Beside moisture and temperature, it is becoming apparent that dormancy of orthodox seeds and the time at which dormancy-break is applied might also influence the success of seed storage. For example, Chmielarz7 showed that seeds of Prunus avium stored in liquid nitrogen for 2 years after applying dormancy break resulted in a significantly lower germination percentage compared with seeds given dormancy breaking at the end of storage. In a similar study, Chmielarz8 found that Franxinus excelsior seeds stored at -3°C and liquid nitrogen for 1 and 2 years, germination percentage was lower in seeds that had received dormancy breaking treatment before storage compared with dormancy breaking applied at the end of storage. On the other hand, Jaganathan et al.9 reported that Prunus armeniaca seeds were able to germinate to anequal percentage, regardless of dormancy breaking time, although breaking dormancy at the end of storage led to higher germination percentage. Because most the studies available on this subject matter have been conducted on Physiological Dormant (PD) seeds, one possible reason for the lack of consensus on this subject might be the induction of secondary dormancy in some species8. Interestingly, seeds with impermeable coats, i.e., physical dormancy (PY) are also stored for longtime in liquid nitrogen for conservation purpose10,11. Unlike PD species, seeds with PY cannot enter secondary dormancy during or after storage. However, in some species, the hard seed coats may crack during liquid nitrogen plunging11 but almost nothing about the importance of seed coat in preserving the viability of seeds during long-term storage. This study using three species having PY to further our knowledge of seed storage.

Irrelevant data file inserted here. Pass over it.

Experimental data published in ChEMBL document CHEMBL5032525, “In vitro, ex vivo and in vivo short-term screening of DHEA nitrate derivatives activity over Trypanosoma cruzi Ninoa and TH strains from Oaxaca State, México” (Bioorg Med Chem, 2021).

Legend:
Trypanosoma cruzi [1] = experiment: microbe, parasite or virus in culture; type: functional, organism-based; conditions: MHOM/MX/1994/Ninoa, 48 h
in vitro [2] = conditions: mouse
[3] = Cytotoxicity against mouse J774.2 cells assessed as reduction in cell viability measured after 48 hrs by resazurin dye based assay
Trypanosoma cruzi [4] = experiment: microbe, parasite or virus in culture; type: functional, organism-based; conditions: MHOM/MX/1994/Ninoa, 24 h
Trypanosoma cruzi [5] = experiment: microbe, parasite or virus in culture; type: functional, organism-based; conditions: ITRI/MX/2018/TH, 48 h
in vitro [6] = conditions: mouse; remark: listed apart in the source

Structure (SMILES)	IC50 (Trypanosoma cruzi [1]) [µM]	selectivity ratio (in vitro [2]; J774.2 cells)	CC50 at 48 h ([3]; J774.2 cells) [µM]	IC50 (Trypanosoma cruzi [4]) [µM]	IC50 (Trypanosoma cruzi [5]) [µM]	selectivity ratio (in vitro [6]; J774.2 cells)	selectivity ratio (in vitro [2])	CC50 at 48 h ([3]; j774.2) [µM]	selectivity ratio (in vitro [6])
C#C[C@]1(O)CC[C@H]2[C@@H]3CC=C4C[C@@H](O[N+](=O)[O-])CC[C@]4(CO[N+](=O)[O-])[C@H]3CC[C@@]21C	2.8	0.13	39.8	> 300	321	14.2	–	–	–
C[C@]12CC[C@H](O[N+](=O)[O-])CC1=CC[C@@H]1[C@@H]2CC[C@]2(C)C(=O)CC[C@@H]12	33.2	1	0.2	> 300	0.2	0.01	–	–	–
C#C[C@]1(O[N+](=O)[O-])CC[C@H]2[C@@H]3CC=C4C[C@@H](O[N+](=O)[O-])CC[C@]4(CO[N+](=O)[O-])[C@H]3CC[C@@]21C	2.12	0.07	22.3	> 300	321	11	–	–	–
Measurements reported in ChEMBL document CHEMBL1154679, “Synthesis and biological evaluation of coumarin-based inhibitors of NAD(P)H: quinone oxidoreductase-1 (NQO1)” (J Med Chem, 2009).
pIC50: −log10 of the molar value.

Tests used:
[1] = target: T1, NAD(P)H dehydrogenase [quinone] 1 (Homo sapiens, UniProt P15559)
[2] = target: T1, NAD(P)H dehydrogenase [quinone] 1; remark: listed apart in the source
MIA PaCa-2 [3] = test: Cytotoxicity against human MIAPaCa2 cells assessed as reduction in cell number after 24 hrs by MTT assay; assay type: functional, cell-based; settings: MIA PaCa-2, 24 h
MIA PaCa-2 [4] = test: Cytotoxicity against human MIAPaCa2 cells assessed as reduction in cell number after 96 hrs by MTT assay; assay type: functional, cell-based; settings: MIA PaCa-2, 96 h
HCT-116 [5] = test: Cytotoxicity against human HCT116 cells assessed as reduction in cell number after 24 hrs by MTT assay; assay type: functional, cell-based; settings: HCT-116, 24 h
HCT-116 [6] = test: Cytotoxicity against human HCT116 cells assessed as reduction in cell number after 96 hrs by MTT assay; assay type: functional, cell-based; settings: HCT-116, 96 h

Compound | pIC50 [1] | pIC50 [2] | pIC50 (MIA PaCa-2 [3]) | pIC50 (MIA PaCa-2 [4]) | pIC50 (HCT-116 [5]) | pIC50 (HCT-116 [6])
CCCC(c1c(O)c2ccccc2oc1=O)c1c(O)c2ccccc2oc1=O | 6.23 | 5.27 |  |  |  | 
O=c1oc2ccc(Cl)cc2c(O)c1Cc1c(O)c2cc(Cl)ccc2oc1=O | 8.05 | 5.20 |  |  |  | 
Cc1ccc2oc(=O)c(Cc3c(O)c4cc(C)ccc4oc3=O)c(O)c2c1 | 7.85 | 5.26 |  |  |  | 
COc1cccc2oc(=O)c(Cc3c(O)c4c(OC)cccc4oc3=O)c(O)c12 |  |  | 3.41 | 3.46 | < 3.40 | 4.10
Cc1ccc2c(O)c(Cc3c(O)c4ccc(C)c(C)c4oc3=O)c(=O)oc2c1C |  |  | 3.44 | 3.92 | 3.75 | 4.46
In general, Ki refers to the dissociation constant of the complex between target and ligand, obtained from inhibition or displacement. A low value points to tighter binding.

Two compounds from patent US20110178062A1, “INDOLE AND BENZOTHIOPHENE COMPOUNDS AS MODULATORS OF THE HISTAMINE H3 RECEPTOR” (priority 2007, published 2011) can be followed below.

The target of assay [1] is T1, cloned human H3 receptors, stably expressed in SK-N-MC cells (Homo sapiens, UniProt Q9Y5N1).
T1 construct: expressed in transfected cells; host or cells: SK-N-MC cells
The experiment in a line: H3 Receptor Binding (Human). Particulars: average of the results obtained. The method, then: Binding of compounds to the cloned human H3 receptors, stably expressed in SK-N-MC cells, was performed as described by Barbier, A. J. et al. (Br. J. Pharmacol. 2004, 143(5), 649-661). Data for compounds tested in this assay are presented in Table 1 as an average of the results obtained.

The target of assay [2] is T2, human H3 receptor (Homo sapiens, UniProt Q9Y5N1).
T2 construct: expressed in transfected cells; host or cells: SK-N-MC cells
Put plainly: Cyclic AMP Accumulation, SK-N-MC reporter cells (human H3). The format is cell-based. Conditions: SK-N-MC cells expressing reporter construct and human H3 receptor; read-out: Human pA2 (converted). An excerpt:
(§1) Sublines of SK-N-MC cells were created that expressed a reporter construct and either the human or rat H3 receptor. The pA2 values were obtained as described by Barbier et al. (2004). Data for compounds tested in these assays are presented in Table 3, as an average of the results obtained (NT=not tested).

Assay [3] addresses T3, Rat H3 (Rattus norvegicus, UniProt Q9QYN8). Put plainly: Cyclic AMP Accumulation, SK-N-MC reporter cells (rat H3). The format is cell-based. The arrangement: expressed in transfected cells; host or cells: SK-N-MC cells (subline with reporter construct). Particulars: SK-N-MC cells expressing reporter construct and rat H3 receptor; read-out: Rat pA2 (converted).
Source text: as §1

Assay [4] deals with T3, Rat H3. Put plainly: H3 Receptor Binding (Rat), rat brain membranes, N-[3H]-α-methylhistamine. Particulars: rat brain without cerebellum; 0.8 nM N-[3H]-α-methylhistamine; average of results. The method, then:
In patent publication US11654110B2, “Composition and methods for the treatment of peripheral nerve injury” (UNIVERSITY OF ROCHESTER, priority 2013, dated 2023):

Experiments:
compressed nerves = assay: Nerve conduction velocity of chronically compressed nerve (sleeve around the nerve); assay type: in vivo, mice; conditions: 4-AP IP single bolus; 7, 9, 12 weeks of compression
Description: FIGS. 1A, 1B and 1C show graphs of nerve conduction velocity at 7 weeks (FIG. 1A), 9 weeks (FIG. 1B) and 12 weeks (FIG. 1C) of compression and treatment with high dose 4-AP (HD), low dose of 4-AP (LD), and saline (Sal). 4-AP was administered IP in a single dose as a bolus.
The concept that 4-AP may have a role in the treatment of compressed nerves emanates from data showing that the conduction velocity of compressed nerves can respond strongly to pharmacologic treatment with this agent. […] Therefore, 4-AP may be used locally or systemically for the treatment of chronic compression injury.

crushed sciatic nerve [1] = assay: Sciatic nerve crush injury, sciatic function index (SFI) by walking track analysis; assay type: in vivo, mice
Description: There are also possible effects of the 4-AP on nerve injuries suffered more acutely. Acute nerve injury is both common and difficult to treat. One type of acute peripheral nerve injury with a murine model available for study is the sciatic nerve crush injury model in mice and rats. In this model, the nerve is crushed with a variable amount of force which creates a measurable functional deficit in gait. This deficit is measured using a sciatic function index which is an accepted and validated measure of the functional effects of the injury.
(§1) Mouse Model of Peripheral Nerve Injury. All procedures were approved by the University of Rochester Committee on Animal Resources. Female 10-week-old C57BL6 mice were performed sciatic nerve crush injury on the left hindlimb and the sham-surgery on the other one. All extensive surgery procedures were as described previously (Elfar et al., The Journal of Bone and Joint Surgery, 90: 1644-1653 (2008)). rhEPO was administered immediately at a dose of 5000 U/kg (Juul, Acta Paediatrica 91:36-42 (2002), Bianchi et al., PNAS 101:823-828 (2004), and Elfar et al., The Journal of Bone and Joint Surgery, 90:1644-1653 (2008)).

Seeds of Dodonaea viscosa, Delonix regia and Senna auriculata were collected from 12, 6 and 17 individual plants, respectively growing in Coimbatore district of Tamil Nadu, India (11°10' N, 76°74' E). Seeds collected from the individual plants were grouped, cleaned and stored in jute bags at room temperature (25-30°C, 50-60% RH) until used in the experiments. The moisture content of the seeds was determined by oven drying method at 103°C for 17 h using four replicates of 20 seeds each12. Imbibition test was carried out on each species to test the proportion of impermeable seeds by determining the fresh weight of four replicates of 25 seeds of each species before placing them on wet paper towels taken in petri dishes and measuring the increase in seed weight at an hourly interval in a standard balance after drying the surface water using dry paper towels. Germination test was conducted using four replicates of 50 seeds for each species by sowing them in petri dishes containing 1% agar-water incubated at 20/25°C with 16/8 h-light/dark photoperiod. Germination counts were made twice a week for 6 weeks. A seed was scored as germinated when radical protruded through seed coat by 2 mm.

Freshly collected seeds of all three species were dipped in boiling water for 60 sec to make them permeable. To test the importance of dormancy breaking time in cryopreservation, batches of impermeable seeds dipped in boiling water and impermeable seeds (not given any treatments) were placed in cryoflex tubes in four replicates of 50 seeds each species per group. These tubes were plunged directly into Dewar flask and held for 26 months, except D. viscosa which was stored only for 22 months. Liquid nitrogen was replenished at regular intervals when the level dropped. At the end of the storage period, the seeds received dormancy break before storage was germinated. Whereas, impermeable seeds with no treatment that were not cracked during liquid nitrogen exposure were dipped in boiling water for 60 sec and germinated.